Matt Bynum, DDS
Amalgam or composite? CR or NM? PFM or porcelain? Insurance or no insurance? Pick your poison! Regardless of what type of dentistry you practice, you have a choice. Be it right or wrong, you have a choice! But who is to say whether you are right or wrong? How can you be wrong in your very own opinion? If you believe your way is the best way, then do it! Do it with passion and do it with vigor. Do not stray or waiver from your philosophy. After all, no matter what you think, you are right!
I recently sat in front of a committee and was judged for my belief and philosophy by a group of my supposed peers who, in turn, passed judgment based on their individual beliefs and philosophies. How can this be? A ruling should be based on fact and legality, shouldn't it? Instead, I sat before a group of individuals who had been practicing nearly 100 years when totaled. One dentist made it very clear that there was nothing wrong with the "old way." Another stated that long-term provisionalization would have been rendered best. Rather than get angry, I sat in awe of the fact that dentistry and progress are passing them by. It was sad that they seemed to be missing the train of progress to enhance their patients quality of care.
Every week, I hear patients say that their previous dentist did something wrong or did not meet their expectations. There's nothing wrong with that, is there? But what just slays me time and time again is the philosophy itself. How can they be so far apart and so wrong in the information gathered to support their philosophy?
For instance, there exists in our profession a very divisive line between proactive and reactive stance on treatment. We can take action to correct a current and existing problem, or we can wait until something happens before treating. We can treat definitively or we can "watch" it. Hello! Watch what? Is it right to sit and watch the decay increase with time? Is it right to watch the fracture continue to split until it hits the nerve? Are you kidding?
I used to do caries-inhibition research in dental school, and I would use controlled environments to reverse incipient lesions and remineralize tooth structure. It worked in the lab and I was sure it would work in vivo. I was wrong! Teeth and decay do not work the same in the mouth as they do on the bench! I did my share of "watching" as I was taught by instructor after instructor in dental school. What I found was that the next time I saw that patient, the lesion and decay were full-blown. I quickly changed my philosophy from being reactive and treating when something presented itself, to proactive where I found ways to help prevent what I saw happening.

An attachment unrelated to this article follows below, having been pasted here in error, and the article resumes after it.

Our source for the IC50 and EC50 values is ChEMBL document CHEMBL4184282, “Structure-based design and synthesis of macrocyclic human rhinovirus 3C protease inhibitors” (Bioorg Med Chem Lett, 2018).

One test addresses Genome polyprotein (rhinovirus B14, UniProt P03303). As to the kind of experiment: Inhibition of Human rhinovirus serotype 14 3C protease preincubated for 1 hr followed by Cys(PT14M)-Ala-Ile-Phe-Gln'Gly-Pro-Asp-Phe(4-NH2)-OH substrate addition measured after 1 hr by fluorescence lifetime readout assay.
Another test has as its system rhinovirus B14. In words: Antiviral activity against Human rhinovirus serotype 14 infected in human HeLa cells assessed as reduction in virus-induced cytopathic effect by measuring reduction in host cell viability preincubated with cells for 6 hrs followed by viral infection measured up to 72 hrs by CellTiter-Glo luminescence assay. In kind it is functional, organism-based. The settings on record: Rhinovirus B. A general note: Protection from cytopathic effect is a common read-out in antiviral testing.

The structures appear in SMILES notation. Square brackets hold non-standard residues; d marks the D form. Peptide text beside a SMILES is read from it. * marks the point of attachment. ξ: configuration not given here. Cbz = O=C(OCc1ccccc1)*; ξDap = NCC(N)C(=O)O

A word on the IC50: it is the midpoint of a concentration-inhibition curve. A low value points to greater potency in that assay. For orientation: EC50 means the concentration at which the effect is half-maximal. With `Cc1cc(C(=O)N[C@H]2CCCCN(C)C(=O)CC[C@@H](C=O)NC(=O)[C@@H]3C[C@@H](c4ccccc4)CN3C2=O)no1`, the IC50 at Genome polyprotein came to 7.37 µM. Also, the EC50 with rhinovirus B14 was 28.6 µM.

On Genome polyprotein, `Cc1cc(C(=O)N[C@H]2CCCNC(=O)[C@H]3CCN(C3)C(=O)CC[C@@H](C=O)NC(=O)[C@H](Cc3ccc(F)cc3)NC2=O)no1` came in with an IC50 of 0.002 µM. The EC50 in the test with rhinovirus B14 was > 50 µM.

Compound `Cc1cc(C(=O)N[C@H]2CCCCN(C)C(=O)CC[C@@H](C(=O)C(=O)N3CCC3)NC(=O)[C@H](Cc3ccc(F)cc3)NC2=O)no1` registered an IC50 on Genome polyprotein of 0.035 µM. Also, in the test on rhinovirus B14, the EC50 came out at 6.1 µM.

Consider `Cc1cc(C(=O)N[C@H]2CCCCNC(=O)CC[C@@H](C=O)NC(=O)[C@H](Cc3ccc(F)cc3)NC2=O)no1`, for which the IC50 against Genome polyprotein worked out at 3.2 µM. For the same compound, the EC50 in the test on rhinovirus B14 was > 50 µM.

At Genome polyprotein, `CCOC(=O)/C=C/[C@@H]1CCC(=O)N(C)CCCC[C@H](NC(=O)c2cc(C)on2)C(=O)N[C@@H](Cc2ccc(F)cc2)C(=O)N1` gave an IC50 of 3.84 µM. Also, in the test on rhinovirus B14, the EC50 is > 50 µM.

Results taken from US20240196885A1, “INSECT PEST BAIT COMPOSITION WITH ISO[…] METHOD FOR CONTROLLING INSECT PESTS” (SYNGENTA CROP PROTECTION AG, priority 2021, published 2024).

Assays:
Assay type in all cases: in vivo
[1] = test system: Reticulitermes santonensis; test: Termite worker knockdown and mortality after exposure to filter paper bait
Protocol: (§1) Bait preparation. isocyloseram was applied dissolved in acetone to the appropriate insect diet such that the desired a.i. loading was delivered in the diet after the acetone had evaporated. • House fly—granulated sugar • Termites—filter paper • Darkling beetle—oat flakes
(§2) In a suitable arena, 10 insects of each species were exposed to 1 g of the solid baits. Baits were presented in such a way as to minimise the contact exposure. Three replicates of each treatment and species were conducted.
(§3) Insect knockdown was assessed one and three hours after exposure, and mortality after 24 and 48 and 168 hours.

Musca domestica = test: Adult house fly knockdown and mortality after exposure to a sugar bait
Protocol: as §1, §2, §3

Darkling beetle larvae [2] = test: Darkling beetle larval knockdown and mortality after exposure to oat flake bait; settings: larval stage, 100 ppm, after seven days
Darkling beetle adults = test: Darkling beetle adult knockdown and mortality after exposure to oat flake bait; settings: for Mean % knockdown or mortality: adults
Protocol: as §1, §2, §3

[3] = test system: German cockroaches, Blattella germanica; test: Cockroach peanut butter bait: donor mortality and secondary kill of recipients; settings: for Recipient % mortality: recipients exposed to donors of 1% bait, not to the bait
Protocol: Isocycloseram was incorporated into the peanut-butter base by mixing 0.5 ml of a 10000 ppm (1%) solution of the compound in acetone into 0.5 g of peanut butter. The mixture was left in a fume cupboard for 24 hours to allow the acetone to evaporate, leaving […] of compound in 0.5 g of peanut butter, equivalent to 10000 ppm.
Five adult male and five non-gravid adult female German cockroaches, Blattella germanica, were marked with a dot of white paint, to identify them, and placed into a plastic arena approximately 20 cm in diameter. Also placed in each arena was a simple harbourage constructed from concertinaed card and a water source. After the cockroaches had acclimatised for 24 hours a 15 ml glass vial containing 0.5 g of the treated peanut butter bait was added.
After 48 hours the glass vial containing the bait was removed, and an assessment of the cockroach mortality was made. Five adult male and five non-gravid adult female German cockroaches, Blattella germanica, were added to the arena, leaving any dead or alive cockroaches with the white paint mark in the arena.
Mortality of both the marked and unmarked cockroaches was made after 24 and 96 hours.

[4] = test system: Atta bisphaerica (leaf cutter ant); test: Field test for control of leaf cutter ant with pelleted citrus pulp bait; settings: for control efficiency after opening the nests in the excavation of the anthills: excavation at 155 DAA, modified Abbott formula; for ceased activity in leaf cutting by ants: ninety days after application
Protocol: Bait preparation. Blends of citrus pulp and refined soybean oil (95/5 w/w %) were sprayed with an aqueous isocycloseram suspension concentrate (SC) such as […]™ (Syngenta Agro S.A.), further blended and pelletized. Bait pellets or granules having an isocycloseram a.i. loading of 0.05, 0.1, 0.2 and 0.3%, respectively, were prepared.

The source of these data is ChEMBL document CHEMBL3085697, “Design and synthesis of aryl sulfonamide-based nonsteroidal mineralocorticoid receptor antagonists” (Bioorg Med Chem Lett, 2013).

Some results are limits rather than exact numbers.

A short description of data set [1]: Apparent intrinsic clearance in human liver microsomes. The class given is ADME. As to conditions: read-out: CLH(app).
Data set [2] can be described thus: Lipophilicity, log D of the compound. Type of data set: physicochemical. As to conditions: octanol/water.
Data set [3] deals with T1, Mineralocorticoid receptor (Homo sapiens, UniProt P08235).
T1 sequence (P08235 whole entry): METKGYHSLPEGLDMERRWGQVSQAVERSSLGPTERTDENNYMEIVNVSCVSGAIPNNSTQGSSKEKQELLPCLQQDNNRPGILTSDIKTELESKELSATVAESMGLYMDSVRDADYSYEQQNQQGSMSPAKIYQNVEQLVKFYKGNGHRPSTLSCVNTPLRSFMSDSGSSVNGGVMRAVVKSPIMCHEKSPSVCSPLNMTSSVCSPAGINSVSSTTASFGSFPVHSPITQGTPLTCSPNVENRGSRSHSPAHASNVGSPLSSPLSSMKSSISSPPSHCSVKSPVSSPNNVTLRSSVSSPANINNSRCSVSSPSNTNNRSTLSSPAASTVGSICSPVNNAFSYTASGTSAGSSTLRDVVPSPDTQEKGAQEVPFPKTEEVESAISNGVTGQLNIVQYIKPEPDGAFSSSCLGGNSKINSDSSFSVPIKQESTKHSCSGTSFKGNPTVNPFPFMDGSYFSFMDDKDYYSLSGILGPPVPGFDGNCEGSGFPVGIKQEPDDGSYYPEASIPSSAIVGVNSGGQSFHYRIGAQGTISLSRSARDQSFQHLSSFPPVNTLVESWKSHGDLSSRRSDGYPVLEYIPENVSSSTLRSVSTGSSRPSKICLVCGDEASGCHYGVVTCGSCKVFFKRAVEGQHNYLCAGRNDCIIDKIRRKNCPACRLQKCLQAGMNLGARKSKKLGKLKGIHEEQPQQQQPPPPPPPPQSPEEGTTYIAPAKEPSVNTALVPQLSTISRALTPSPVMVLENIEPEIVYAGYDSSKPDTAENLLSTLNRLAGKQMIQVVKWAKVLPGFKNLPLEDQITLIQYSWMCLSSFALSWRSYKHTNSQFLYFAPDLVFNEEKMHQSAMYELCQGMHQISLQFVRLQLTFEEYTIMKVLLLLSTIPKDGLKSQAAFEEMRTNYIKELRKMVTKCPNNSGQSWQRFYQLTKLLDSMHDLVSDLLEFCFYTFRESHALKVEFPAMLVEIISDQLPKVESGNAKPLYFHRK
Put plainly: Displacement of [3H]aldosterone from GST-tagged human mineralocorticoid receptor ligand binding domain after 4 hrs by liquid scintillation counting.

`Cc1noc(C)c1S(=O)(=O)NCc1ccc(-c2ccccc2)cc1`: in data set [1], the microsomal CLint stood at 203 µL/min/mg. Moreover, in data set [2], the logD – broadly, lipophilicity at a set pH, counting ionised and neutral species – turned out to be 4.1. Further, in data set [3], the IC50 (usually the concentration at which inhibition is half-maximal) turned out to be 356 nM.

The one pet peeve I have in dentistry is when new patients come to my office and say their previous dentist said they "needed" to do this or fix that. These same patients then would tell me that they did not "want" to do any of what they were told they "needed." This is the "want" vs. "need" philosophy. The fact is, people do not have to do anything! They simply do not "need" to do anything but eat and breathe and, depending on what they want the outcome to be, they do not even have to do that!
I explain this philosophy by telling the story of my great grandfather, Raymond Bynum. He lived to be about 93 years old and was very instrumental in my not liking removable prosthodontics. You see, he had full dentures. The interesting thing with him was that while he had a full set of dentures to walk and talk with, he would remove them to eat. I watched that man eat corn on the cob, steak, pizza, and anything else without the use of his dentures! He was told he "needed" them, but he proved to me that he did not! The same goes for my patients. I am there to recommend treatment, but my patients have the ultimate say about whether they want to do it or not.
This crosses the lines of elective dentistry. Why is cosmetic dentistry and smile enhancement degraded by so many of our colleagues? Is it aggressive to perform? Yes, if you are modifying virgin teeth to obtain an end result. Does it have to be done? Yes, if the patient "wants" to have his or her smile enhanced. But the choice is theirs! The treating dentist is not "bad" because he or she is helping patients to attain their goals and patients are not bad for "wanting" it. You can elect not to offer this treatment, but don't say that another dentist who does it is wrong. It just might be that you are wrong for not offering to improve the smile of someone who so rightfully wants it improved.
Philosophies are vast and varied. Find one and follow one. If it doesn't seem to be working, change it! You deserve to be happy, and so do your patients. What is your current philosophy? Do you even have one?
Dr. Matt Bynum lectures internationally on aesthetic and reconstructive dentistry, practice management, motivation, and team building. He is a clinical instructor and featured speaker at the Las Vegas Institute for Advanced Dental Studies and is co-director and co-founder of the "Achieving Extreme Success" lecture series. Dr. Bynum maintains a full-time private practice in Simpsonville, S.C. Reach him at (864) 297-5585 or Matt@DrMattBynum.com.